Functions in C
Most computer programming languages allow you to create functions of some sort. Functions let you chop up a long program into named sections so that you can reuse those sections throughout the program. Programmers for some languages, especially those using object-oriented programming techniques, use the term method instead of function.
Functions accept parameters and return a result. The block of code that comprises a function is its function definition. The following is the basic structure of a function definition:
<return type> <function name>(<parameters>)
return <value appropriate for the return type>;
At a minimum, a C program has one function named main. The compiler will look for a main function as the starting point for the program, even if the main function calls other functions within it. The following is the main we saw in the simple C program we looked at before. It has a return type of integer, takes no parameters, and has two statements (instructions within the function), one of which is its return statement:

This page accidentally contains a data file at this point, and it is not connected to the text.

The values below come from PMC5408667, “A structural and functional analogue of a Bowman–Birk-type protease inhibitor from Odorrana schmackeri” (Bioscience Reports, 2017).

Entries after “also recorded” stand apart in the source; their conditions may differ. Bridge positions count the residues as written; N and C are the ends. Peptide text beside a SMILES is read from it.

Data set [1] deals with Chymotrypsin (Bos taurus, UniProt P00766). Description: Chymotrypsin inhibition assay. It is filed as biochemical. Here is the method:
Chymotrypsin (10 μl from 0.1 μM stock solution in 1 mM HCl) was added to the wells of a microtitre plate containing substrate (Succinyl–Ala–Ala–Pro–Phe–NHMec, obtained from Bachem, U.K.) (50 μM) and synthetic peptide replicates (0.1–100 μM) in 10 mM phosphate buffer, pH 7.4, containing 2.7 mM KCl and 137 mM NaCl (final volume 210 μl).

printf("This is output from my first program!\n");
Functions other than main have a definition and one or more function calls. A function call is a statement or part of a statement within another function. The function call names the function it's calling followed by parentheses. If the function has parameters, the function call must include corresponding values to match those parameters. This additional part of the function call is called passing parameters to the function.
But what are parameters? A parameter for a function is a piece of data of a certain data type that the function requires to do its work. Functions in C can accept an unlimited number of parameters, sometimes called arguments. Each parameter added to a function definition must specify two things: its data type and its variable name within the function block. Multiple parameters are be separated by a comma. In the following function, there are two parameters, both integers:
int doubleAndAdd(int a, int b)
Next, let's continue our look at functions by zooming out to look at how they fit within a larger C program.